Saturday, May 28, 2016

Chicago’s Murder Problem - The New York Times

Sometimes maverick Judge Richard Posner made his own contribution to the Chicago murder mess.  He ruled that the right to carry a gun on the street is unfettered:
"[O]ne doesn't have to be a historian to realize that a right to keep and bear arms for personal self-defense in the eighteenth century could not rationally have been limited to the home. Suppose one lived in what was then the wild west, the Ohio Valley for example (for until the Louisiana Purchase the Mississippi River was the western boundary of the United States), where there were hostile Indians. One would need from time to time to leave one's home to obtain supplies from the nearest trading post, and en route one would be as much (probably more) at risk if unarmed as one would be in one's home unarmed."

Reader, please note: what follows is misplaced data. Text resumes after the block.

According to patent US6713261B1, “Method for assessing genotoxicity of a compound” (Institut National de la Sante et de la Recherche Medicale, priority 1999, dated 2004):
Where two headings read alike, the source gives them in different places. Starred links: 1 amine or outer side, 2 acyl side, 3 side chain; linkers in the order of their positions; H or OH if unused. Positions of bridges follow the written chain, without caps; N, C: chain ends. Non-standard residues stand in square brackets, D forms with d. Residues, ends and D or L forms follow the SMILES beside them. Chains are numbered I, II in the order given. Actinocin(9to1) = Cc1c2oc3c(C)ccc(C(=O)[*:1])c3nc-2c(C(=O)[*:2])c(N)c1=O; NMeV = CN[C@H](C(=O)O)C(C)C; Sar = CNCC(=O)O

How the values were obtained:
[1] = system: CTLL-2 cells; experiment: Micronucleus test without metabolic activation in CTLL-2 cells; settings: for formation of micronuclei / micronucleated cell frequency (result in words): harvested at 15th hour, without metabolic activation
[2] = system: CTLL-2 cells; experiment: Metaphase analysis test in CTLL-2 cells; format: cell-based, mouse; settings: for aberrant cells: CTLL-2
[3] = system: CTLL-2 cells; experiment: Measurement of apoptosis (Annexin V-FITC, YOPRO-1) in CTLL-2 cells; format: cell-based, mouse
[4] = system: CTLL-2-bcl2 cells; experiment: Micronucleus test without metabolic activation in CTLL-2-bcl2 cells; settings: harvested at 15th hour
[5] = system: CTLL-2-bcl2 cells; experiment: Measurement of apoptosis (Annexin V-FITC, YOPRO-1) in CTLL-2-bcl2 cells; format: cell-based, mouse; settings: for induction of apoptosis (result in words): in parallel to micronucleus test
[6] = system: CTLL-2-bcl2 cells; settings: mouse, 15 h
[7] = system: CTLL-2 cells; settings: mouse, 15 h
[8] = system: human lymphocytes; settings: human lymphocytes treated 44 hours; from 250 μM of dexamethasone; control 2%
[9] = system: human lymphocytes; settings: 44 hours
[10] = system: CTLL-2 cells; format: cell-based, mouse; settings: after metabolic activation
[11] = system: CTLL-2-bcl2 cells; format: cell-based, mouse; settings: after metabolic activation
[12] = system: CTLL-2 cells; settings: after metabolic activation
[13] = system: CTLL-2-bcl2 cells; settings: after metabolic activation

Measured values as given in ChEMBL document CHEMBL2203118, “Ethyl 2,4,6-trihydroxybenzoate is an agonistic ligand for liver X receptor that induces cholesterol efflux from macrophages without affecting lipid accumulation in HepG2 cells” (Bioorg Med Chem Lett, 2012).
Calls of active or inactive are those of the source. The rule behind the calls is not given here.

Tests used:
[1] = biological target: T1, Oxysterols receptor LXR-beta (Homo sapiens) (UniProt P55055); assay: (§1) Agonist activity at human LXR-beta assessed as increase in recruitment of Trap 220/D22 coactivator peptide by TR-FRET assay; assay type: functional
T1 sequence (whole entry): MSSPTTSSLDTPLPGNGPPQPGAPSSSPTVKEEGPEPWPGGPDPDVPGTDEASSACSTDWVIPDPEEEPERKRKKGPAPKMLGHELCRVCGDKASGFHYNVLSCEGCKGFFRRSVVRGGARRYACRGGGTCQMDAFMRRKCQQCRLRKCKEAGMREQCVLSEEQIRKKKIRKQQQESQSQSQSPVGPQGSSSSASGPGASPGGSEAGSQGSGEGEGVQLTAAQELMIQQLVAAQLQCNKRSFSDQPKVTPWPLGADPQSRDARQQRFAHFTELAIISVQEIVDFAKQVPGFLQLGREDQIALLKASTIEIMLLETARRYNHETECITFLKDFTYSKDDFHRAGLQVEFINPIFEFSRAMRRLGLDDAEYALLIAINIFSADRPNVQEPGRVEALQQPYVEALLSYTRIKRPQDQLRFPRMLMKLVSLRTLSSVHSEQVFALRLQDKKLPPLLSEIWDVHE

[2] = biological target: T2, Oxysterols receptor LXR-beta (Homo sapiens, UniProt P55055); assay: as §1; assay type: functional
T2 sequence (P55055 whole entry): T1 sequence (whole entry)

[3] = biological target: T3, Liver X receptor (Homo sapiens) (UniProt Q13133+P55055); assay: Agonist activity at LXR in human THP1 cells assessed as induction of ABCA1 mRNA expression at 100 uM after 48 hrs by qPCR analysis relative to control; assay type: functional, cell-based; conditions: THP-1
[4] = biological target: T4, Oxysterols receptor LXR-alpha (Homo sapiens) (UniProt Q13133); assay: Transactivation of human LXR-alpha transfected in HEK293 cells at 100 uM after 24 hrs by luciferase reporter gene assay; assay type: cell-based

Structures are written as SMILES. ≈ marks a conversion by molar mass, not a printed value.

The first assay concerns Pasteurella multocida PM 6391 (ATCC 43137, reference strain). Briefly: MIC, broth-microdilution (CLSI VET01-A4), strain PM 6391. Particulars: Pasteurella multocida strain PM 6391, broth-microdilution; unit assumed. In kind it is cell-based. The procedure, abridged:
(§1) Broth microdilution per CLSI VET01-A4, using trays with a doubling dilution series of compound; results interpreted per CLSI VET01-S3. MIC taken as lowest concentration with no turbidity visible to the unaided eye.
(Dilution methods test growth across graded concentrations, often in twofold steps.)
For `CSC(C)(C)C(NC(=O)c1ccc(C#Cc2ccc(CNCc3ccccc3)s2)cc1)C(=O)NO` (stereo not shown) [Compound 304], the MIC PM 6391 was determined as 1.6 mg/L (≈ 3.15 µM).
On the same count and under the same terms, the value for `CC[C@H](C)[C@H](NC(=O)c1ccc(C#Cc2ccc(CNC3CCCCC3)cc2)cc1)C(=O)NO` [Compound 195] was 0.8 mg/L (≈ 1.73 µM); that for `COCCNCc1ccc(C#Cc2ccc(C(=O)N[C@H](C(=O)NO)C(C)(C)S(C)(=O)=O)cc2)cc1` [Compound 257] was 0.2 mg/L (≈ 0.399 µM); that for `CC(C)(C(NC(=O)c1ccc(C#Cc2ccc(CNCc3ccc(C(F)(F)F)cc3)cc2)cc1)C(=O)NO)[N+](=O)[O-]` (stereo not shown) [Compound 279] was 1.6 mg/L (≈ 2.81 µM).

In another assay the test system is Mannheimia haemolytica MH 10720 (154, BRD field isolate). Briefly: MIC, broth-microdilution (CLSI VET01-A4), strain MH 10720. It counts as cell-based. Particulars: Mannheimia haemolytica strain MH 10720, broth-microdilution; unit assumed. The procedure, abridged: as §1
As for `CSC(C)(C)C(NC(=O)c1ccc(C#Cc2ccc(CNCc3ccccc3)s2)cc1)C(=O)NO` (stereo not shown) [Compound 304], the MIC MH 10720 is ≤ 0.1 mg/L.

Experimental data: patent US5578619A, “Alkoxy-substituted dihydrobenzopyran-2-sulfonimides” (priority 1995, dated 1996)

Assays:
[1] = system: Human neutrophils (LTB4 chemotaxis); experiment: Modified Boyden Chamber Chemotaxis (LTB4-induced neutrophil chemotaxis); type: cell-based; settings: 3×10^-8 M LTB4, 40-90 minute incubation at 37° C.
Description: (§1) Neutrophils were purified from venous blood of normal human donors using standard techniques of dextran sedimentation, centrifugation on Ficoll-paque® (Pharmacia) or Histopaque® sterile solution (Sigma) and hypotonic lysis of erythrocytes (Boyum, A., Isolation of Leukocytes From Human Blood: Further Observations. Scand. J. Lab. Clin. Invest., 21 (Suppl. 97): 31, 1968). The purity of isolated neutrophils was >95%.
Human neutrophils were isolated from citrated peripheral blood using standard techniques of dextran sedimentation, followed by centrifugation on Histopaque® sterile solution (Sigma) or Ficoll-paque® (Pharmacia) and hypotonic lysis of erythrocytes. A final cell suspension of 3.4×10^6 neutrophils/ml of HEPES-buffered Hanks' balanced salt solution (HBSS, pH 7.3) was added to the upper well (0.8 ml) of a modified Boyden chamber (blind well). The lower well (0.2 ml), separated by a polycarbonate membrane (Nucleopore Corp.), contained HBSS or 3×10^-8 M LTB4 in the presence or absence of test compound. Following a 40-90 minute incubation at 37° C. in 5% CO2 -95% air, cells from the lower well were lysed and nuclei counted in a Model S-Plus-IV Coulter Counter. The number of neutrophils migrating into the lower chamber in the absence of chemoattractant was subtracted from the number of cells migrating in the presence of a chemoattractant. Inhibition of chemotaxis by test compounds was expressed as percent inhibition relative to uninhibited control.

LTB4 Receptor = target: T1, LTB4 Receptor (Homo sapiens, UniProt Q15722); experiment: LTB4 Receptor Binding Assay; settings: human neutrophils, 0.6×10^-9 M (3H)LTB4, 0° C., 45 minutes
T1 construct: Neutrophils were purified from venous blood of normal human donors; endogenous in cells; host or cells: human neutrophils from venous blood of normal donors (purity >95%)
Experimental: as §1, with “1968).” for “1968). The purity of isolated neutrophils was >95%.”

Such thinking has brought us to the current pass: Our personal arsenals are built on a legal foundation devised for a state of war, to protect settlers committed to occupy the lands of an aboriginal people.
Chicago’s Murder Problem - The New York Times
by Ford Fessenden and Haeyoun Park

Guns Are a Key Difference

People who know both cities say there are some significant differences in policing, especially around the issue of guns.

The homicide rate in Chicago is just a little higher than in New York when guns aren’t involved. But when it comes to shootings, both fatal and not, Chicago stands out, suggesting a level of armed interaction that isn’t happening in New York.

Chicago has a reputation for strict gun laws, and gun rights advocates often point to it as proof that gun regulation doesn’t reduce violence. But its laws aren’t what they used to be: Federal courts struck down its ban on handgun ownership in 2010, and its ban on gun sales in 2014. And a New York Times analysis showed guns were easily available from nearby jurisdictions, especially Indiana

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